Derrick Griffin Overcomes Obstacles

Great-Grandmother Raised Star Athlete

ROSENBERG, Texas - He's one of the most-sought after recruits who excels in football and basketball, but his journey has been anything but ordinary.

Derrick Griffin is a 6 foot 7 wide receiver at Rosenberg Terry High School. Both big name college football and basketball programs are recruiting the young athlete.

In a story that reads similar to Michael Oher's, the Baltimore Ravens offensive tackle who is the subject of the book and the movie, "The Blind Side," Griffin moved with his two brothers and a sister to his great-grandmother's house ten years ago.

Ozel Grunswald, who family members call "Aya," met her grandchildren on a few occasions before when she received a phone call saying all four needed a home.

"Derrick was nine and the youngest was six-months old. Here come all these babies; three of them in Pampers because they hadn't been trained," Grunswald said.

"There were a lot of things Derrick had to erase from his mind. I had to let him, 'Know you are not a man; you can relax and be a child,'" she added.

People who know Griffin said he is quiet and slow to smile around strangers, but when he talks about his great-grandmother, his eyes light up and he even breaks a giant smile.

"It feels like I was made to come there. I belong there. It feels normal, like my momma and my great-grandmomma all mixed together," Griffin said.

Coach Tim Teykl told Local 2 that keeping Griffin on track is not always easy, but with Aya's tough love and strict rules, the young athlete is learning what he needs in the classroom and on the field, much like Oher.

"He didn't like school. He didn't enjoy it. Didn't want to go to school because it wasn't comfortable, wasn't easy like sports was," Teykl said.

"But he has come a country mile in the maturity and to understand that, 'Hey, you know I can either work at McDonald's and fry the burgers and do the bathrooms and clean the floors and there is nothing wrong with that, or maybe if I take care of my business, maybe I can manage one [McDonald's] or own one,"" Teykl added.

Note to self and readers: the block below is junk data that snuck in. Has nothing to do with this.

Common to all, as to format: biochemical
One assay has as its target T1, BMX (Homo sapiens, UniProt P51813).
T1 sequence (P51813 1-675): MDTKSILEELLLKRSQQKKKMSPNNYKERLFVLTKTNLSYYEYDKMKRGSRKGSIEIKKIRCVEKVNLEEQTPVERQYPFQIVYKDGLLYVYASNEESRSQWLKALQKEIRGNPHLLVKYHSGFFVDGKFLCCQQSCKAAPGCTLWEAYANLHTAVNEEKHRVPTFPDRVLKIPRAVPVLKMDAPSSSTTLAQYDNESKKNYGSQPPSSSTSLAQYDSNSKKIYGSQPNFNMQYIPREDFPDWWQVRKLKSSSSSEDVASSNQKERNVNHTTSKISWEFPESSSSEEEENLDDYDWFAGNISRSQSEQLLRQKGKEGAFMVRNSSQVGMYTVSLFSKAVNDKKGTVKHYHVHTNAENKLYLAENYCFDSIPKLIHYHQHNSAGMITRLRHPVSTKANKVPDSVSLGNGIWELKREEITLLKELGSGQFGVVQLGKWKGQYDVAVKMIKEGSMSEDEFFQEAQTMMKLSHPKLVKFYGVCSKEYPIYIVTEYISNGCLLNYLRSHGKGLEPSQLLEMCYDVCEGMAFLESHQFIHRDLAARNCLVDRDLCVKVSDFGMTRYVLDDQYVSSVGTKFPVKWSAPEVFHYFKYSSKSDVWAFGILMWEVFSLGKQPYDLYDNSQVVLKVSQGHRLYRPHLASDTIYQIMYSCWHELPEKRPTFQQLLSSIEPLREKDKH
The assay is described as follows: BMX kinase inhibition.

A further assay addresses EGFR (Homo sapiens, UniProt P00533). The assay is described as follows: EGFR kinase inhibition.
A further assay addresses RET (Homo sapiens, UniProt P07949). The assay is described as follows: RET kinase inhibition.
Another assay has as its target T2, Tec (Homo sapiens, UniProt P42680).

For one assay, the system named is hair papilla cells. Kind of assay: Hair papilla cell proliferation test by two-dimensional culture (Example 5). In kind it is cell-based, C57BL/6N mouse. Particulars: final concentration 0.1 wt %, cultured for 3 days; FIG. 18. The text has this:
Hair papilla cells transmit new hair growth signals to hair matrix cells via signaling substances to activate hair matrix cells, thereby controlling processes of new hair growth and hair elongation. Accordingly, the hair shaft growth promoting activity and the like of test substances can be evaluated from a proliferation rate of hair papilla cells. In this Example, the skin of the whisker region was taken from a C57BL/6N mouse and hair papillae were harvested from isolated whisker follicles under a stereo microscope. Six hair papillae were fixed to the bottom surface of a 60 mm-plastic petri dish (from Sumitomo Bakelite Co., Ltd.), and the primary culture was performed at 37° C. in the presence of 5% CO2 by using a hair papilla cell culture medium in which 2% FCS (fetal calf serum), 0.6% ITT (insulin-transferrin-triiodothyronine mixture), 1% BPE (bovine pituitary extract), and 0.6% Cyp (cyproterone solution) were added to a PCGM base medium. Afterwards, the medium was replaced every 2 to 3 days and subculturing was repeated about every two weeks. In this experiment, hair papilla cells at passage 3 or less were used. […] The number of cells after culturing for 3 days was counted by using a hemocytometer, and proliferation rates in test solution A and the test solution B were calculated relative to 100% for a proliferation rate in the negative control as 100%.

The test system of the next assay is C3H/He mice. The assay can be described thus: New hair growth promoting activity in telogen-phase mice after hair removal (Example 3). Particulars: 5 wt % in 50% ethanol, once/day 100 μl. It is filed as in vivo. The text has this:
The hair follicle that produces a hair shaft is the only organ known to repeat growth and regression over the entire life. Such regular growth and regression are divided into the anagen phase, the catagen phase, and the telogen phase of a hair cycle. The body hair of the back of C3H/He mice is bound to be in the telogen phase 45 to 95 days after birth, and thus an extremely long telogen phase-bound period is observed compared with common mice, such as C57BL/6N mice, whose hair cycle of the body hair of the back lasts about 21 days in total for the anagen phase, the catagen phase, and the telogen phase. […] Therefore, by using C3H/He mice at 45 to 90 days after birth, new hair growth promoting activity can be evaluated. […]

Like many of the adults who cross paths with Griffin and Grunswald, Teykl has gotten sucked into the Cinderella story in the making.

"You find a kid getting raised by a great-grandmother two generations removed, and you get to meet her because she needs to talk to you about grades or behavior in a classroom, not because of what he is doing on the field, that touches your heart," Teykl said .

"There is tough love and she is not afraid to dish out tough love," he added.

Grunswald's approach has worked, as the 69-year-old has raised houseful after houseful of kids, grand kids, and now great-grand kids. She told Local 2 she has so much experience raising children that they are not going to get away with any kind of "foolishness."

"I tell them, 'I keep you to go to school.' I am real firm about that," Grunswald said . "You are going to get your education. If I am losing my time, this is how it has to be."

"You don't go to school to play around, and you respect your teacher. That is paying me back because you are getting your education," she said.

With the help of Teykl and the teachers at Rosenberg Terry High School, Grunswald told Local 2 she is helping Griffin find his way. The proof their efforts are paying off can be found in a giant basket in the living room, filled with recruiting letters from colleges like Notre Dame, Duke and nearby Texas A&M.

It is a future Grunswald has dreamed of for the boy she is helping mold into a man.

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